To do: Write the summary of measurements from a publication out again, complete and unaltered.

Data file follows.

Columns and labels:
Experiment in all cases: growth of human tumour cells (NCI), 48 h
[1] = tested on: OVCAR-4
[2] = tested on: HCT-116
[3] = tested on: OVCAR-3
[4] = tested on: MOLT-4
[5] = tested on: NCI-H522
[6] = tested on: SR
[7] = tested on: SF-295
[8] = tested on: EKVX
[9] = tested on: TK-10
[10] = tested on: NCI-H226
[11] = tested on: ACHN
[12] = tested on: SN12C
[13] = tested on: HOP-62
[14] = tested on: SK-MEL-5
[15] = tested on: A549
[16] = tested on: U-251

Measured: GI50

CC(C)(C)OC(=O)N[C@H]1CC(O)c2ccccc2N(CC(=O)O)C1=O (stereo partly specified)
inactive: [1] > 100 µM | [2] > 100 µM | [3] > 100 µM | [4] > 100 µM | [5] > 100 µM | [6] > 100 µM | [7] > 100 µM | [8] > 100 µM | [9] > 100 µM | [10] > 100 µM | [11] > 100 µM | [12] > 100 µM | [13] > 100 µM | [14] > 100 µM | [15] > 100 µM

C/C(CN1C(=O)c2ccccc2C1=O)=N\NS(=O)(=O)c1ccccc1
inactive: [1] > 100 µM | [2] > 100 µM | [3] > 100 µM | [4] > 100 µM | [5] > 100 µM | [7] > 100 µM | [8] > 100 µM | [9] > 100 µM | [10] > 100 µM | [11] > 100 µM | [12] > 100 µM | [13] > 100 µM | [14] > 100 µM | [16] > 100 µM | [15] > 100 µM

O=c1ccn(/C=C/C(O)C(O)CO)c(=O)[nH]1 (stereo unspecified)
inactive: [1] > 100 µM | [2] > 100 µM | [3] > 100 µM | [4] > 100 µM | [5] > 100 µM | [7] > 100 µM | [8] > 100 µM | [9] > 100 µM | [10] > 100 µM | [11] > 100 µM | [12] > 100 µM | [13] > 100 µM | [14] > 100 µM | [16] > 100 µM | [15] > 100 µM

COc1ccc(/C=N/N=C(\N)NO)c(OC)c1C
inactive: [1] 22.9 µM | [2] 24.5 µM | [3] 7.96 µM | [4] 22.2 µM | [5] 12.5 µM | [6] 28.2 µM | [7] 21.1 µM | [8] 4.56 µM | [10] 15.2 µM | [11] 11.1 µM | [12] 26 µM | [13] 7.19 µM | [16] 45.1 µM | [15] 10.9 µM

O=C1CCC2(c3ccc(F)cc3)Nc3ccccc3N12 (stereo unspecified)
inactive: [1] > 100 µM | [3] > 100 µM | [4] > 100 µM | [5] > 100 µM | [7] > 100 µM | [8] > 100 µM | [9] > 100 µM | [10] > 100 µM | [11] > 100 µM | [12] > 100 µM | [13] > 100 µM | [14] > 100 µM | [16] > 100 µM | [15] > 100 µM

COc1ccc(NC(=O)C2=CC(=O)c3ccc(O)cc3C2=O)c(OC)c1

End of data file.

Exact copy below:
Columns and labels:
Experiment in all cases: growth of human tumour cells (NCI), 48 h
[1] = tested on: OVCAR-4
[2] = tested on: HCT-116
[3] = tested on: OVCAR-3
[4] = tested on: MOLT-4
[5] = tested on: NCI-H522
[6] = tested on: SR
[7] = tested on: SF-295
[8] = tested on: EKVX
[9] = tested on: TK-10
[10] = tested on: NCI-H226
[11] = tested on: ACHN
[12] = tested on: SN12C
[13] = tested on: HOP-62
[14] = tested on: SK-MEL-5
[15] = tested on: A549
[16] = tested on: U-251

Measured: GI50

CC(C)(C)OC(=O)N[C@H]1CC(O)c2ccccc2N(CC(=O)O)C1=O (stereo partly specified)
inactive: [1] > 100 µM | [2] > 100 µM | [3] > 100 µM | [4] > 100 µM | [5] > 100 µM | [6] > 100 µM | [7] > 100 µM | [8] > 100 µM | [9] > 100 µM | [10] > 100 µM | [11] > 100 µM | [12] > 100 µM | [13] > 100 µM | [14] > 100 µM | [15] > 100 µM

C/C(CN1C(=O)c2ccccc2C1=O)=N\NS(=O)(=O)c1ccccc1
inactive: [1] > 100 µM | [2] > 100 µM | [3] > 100 µM | [4] > 100 µM | [5] > 100 µM | [7] > 100 µM | [8] > 100 µM | [9] > 100 µM | [10] > 100 µM | [11] > 100 µM | [12] > 100 µM | [13] > 100 µM | [14] > 100 µM | [16] > 100 µM | [15] > 100 µM

O=c1ccn(/C=C/C(O)C(O)CO)c(=O)[nH]1 (stereo unspecified)
inactive: [1] > 100 µM | [2] > 100 µM | [3] > 100 µM | [4] > 100 µM | [5] > 100 µM | [7] > 100 µM | [8] > 100 µM | [9] > 100 µM | [10] > 100 µM | [11] > 100 µM | [12] > 100 µM | [13] > 100 µM | [14] > 100 µM | [16] > 100 µM | [15] > 100 µM

COc1ccc(/C=N/N=C(\N)NO)c(OC)c1C
inactive: [1] 22.9 µM | [2] 24.5 µM | [3] 7.96 µM | [4] 22.2 µM | [5] 12.5 µM | [6] 28.2 µM | [7] 21.1 µM | [8] 4.56 µM | [10] 15.2 µM | [11] 11.1 µM | [12] 26 µM | [13] 7.19 µM | [16] 45.1 µM | [15] 10.9 µM

O=C1CCC2(c3ccc(F)cc3)Nc3ccccc3N12 (stereo unspecified)
inactive: [1] > 100 µM | [3] > 100 µM | [4] > 100 µM | [5] > 100 µM | [7] > 100 µM | [8] > 100 µM | [9] > 100 µM | [10] > 100 µM | [11] > 100 µM | [12] > 100 µM | [13] > 100 µM | [14] > 100 µM | [16] > 100 µM | [15] > 100 µM

COc1ccc(NC(=O)C2=CC(=O)c3ccc(O)cc3C2=O)c(OC)c1